With seven troublesome half sisters to marry off, Duncan, the Earl of Eads, has one problem: he's broke.
With the prospect of marriage to the pompous local curate, Miss Teresa Finch-Freeworth has one dream: to wed instead the handsome Highlander she saw at a ball.
How does a desperate lady convince a reluctant laird that she's the perfect bride for him? She strikes a wager! If she can find seven husbands for seven sisters, the earl must marry her.
Duncan has no intention of wedding the meddlesome maiden, and he gives her a deadline even the most audacious matchmaker can't meet—one month. But Teresa sets terms, too: with each bridegroom she finds, the earl must pay her increasingly intimate rewards…
And here is Caty B.'s review:
This is the first thing I’ve read by Katharine Ashe, and oh, I smiled to myself throughout.
That said, it will not be everyone’s tumbler of whiskey. It’s a novella with a plot that couldn’t happen, so if you need strict realism in your books or a long, uber-detailed story, this won’t do it. But for me, the mixture of the shorter form with the light-hearted plot was a good match: it was airy and fun and a bit like a fairy tale.
The heroine, Teresa, is admirable and a bit desperate, trying to invent a different future for herself despite facing the possibility of marrying the humorless local curate. She travels to London to investigate her feelings for a man she saw once years ago, but the man, Duncan, has Reasons for Not Wanting a Relationship. What he does have is seven unmarried, dowry-less sisters whose opinions about marriage ran the gamut from “I want a husband NOW!” to “Uh, no.”
So Teresa is all YOLO (only in a Regency way – One Only Lives Once) and she’s like, “I’ll get those sisters married for you, but in exchange, I want some favors that I can look back on with happiness at a not-completely-sad-life during my likely boring marriage to the condescending curate.”
By its nature, a book with a plot like that needs to move like the wind (unlike this review; I’m so, so sorry.) The pace was fantastic; I love a fast-moving book and this one worked for me.
I loved the dialogue (“I am a distant relation to the king and imperiousness is in my blood.”) The plot never tarries long on angst, even though there are a couple of deep issues woven throughout. I loved seeing the little touches in the sisters’ romances that let me know where the next suitor was coming from before the relevant sister did. It might have been difficult to suspend enough disbelief to make that plot device work in a full-length novel, because it’s mostly down to a series of coincidences, but in novella form it took on the feel of a wry fairy tale.
Speaking of wry, there’s also the tone. It was full of little shout-outs to the reader about the vagaries of romance novels. Duncan thinks that another man is being dragged to an epiphany about his feelings against his will, which felt like a delightful wink to the audience about all those heroes who have to beat themselves over the head with their own feelings for 300+ pages before they can admit they like someone. Later, a lady listening to Teresa’s story about the Earl says, “Do tell us that part again, dear, but this time make him a duke. I simply adore dukes.” Cue me snorting my beverage out my nose.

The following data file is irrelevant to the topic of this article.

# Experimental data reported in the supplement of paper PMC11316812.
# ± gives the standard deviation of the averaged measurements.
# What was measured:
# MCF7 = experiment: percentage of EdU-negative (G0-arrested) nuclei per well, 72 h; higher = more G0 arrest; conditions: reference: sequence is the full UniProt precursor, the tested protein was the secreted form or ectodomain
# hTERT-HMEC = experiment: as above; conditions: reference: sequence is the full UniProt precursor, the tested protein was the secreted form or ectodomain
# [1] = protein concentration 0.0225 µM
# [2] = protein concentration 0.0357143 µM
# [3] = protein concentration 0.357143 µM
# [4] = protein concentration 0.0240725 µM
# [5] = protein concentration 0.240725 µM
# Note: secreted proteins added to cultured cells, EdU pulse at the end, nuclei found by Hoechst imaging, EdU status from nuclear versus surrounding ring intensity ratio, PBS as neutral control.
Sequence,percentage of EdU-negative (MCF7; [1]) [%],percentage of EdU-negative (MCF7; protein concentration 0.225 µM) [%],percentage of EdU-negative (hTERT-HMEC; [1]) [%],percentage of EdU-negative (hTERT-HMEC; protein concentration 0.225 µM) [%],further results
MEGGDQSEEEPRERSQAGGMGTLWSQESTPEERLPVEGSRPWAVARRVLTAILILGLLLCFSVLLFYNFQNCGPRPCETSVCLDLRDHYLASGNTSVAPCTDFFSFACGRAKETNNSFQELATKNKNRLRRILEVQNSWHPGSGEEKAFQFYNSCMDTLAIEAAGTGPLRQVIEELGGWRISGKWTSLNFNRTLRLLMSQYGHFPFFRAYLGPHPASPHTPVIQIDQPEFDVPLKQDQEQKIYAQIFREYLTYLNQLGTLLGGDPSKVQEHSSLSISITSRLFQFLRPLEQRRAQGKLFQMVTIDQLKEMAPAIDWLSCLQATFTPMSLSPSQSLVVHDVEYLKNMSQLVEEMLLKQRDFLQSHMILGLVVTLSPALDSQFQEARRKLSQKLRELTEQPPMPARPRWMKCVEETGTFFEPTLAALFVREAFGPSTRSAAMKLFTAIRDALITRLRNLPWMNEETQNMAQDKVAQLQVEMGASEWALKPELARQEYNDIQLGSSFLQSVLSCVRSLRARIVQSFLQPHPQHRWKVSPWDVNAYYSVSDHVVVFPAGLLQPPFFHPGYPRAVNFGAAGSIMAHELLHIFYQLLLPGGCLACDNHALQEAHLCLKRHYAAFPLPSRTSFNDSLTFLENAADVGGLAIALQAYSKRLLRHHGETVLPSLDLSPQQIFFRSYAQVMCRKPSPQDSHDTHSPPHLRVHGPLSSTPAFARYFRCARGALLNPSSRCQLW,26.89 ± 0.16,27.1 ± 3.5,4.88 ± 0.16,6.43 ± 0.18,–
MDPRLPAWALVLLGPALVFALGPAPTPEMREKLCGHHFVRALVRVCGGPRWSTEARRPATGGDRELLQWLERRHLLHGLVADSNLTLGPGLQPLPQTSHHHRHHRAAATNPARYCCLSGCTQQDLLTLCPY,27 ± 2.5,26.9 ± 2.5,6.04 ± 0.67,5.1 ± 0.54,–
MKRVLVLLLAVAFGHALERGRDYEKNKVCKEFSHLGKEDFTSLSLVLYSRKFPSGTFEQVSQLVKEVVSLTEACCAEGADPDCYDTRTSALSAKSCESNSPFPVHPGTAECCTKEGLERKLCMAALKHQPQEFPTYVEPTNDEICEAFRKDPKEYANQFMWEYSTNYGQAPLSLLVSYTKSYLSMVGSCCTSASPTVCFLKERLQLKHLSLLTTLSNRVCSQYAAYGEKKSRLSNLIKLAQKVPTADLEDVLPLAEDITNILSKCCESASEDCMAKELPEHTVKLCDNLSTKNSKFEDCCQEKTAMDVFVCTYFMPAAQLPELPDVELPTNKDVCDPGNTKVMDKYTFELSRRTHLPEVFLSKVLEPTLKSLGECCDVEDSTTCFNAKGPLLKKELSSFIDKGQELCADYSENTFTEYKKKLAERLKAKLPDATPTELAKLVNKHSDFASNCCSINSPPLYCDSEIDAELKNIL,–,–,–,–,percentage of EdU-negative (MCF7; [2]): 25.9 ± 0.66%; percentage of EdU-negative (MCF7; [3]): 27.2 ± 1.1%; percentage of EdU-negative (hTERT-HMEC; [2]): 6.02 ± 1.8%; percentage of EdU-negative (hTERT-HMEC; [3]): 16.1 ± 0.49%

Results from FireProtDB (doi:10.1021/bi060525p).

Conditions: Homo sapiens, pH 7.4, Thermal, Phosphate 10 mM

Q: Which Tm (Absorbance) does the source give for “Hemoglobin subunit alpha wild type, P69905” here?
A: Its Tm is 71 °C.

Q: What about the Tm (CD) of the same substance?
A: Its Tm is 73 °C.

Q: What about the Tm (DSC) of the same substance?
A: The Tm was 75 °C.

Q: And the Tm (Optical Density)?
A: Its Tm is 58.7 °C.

And this wonderful, wonderful line, when Duncan tells Teresa that she doesn’t have any shame:
“It’s true. I’ve never seen any use for it.”
Negatives: brogues and plot holes. Duncan and his sisters are Scottish, and Ashe chose to write out the brogue. I found that frustrating. I prefer to just be told the character speaks with a Scottish accent and then I can do the accent work myself (“Why are you watching all those David Tennant interviews on Youtube?” “…research. For the voices in my head.”) (Oh good, therapist fodder).
(Cue linguistics geek rant.)
Plus, you can get the brogue across by making certain syntactic choices and using key turns of phrase without making it difficult to read by trying to write out every little glottal stop. It’s a fine line between showing and telling when it comes to writing accents, but when you keep getting thrown out of the narrative because the attempts at spelling out an accent are so extreme, than the showing has gotten in the way of the flow of the story. To be fair, I think about this kind of thing all the time, so I may have overthought this.
(End linguistics geek rant.)
Lastly, there are a couple of…well, not so much plot holes as plot snags. It seems unlikely that Teresa’s ruse to get herself to London would work for several weeks. And those coincidences bringing the sisters together with their suitors really pile up. This didn’t bother me, though; I wanted something short and sweet with kind brothers and a gaggle of Scottish sisters and even an annoying curate who deserves love in his own annoying way. And hell, if you’re going to use coincidences as a plot device, go big or go home. The characters were enough fun (I loved Sorcha, the estate-managing, no-marriage-thanks-anyway-other-things-to-do sister) that I could ignore those plot snags.
The written-out brogue still annoys me, but that was really my only big quibble. The little plot holes didn’t bother me much, though your mileage may vary. I’m giving it a B because while there were a couple of issues, How to Marry a Highlander was as crisp and light and fun as a spring afternoon.